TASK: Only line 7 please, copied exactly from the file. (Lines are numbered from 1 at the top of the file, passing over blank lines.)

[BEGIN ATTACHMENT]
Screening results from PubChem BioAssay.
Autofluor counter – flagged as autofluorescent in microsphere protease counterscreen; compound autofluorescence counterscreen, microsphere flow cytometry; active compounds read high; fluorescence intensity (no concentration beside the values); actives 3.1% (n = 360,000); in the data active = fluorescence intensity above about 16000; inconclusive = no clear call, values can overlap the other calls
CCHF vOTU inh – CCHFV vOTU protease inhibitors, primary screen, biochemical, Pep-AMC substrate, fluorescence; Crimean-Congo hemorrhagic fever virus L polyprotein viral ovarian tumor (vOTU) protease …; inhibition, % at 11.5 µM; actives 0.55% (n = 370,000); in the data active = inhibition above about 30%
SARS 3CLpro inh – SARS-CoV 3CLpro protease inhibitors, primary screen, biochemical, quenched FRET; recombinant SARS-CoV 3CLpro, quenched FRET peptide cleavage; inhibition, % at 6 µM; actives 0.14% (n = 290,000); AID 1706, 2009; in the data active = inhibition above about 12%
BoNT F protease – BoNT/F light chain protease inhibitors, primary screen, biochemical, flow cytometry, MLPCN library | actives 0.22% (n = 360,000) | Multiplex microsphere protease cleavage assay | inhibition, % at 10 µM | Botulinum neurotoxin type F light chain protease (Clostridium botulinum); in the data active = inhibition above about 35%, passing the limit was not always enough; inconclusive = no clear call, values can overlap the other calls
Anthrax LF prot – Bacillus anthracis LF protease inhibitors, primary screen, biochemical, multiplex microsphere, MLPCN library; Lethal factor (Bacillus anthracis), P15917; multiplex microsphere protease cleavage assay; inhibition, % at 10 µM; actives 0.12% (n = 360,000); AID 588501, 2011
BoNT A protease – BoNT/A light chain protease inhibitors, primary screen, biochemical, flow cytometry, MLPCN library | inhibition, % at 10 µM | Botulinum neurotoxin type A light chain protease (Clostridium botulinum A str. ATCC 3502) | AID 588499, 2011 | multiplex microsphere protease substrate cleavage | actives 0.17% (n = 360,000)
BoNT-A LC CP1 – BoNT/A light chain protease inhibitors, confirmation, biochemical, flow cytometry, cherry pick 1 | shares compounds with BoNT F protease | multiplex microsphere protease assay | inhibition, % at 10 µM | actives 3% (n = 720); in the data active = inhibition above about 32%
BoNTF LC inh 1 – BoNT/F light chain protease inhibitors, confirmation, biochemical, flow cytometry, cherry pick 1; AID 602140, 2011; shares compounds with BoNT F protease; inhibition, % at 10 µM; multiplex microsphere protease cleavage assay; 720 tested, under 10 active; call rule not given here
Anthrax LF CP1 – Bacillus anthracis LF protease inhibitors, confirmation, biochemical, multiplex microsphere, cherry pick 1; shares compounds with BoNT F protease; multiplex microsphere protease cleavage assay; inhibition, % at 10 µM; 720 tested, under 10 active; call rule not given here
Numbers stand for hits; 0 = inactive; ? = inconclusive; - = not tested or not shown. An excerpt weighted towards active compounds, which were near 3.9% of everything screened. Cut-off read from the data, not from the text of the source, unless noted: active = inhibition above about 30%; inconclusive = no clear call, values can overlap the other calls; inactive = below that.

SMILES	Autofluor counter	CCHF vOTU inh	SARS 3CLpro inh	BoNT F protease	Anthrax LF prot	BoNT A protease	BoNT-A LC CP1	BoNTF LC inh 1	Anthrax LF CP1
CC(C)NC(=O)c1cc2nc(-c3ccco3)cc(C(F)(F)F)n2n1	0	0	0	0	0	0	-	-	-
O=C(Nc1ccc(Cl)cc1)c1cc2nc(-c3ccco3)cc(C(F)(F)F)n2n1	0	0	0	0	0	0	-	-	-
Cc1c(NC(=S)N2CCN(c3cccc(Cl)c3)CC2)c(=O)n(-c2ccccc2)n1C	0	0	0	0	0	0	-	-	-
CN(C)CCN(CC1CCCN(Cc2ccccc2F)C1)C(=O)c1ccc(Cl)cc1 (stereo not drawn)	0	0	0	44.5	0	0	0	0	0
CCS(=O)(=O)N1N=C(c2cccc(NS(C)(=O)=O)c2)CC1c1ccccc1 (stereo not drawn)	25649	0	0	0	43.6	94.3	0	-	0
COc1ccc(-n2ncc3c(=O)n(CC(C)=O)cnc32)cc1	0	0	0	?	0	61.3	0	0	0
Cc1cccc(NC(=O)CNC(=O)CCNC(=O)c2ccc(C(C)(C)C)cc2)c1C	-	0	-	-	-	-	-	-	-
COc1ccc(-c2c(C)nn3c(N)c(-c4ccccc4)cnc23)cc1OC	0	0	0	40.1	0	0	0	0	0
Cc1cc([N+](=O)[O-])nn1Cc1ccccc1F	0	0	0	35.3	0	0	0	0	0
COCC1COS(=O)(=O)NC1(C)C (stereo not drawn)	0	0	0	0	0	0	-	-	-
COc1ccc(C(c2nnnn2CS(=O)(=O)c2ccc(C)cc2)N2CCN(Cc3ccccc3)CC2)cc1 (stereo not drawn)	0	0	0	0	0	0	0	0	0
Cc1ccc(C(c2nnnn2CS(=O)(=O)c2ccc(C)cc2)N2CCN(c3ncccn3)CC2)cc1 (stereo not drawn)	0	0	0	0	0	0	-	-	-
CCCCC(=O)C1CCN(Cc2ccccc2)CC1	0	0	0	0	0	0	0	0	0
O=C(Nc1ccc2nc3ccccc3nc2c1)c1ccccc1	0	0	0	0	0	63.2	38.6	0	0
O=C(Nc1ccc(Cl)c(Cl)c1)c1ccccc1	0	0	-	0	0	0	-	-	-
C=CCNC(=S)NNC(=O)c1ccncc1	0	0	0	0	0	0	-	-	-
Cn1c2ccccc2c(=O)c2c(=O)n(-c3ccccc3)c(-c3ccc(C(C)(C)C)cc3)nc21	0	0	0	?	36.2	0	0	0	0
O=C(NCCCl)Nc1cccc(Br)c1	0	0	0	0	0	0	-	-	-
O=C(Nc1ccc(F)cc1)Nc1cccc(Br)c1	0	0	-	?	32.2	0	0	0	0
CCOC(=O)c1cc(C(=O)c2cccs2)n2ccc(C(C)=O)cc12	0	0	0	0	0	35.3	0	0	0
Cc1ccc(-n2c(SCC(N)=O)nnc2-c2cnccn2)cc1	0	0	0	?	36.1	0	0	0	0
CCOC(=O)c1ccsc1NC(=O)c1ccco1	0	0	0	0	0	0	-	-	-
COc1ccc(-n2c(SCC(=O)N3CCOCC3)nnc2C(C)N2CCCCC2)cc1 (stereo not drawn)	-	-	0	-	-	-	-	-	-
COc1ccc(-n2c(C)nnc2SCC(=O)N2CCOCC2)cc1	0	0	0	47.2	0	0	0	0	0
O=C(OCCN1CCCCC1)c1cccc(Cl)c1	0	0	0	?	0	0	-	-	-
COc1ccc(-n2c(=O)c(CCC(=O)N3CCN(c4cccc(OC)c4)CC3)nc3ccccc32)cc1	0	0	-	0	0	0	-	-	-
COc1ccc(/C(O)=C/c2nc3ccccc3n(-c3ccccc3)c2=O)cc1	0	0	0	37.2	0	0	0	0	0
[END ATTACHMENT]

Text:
BoNT A protease – BoNT/A light chain protease inhibitors, primary screen, biochemical, flow cytometry, MLPCN library | inhibition, % at 10 µM | Botulinum neurotoxin type A light chain protease (Clostridium botulinum A str. ATCC 3502) | AID 588499, 2011 | multiplex microsphere protease substrate cleavage | actives 0.17% (n = 360,000)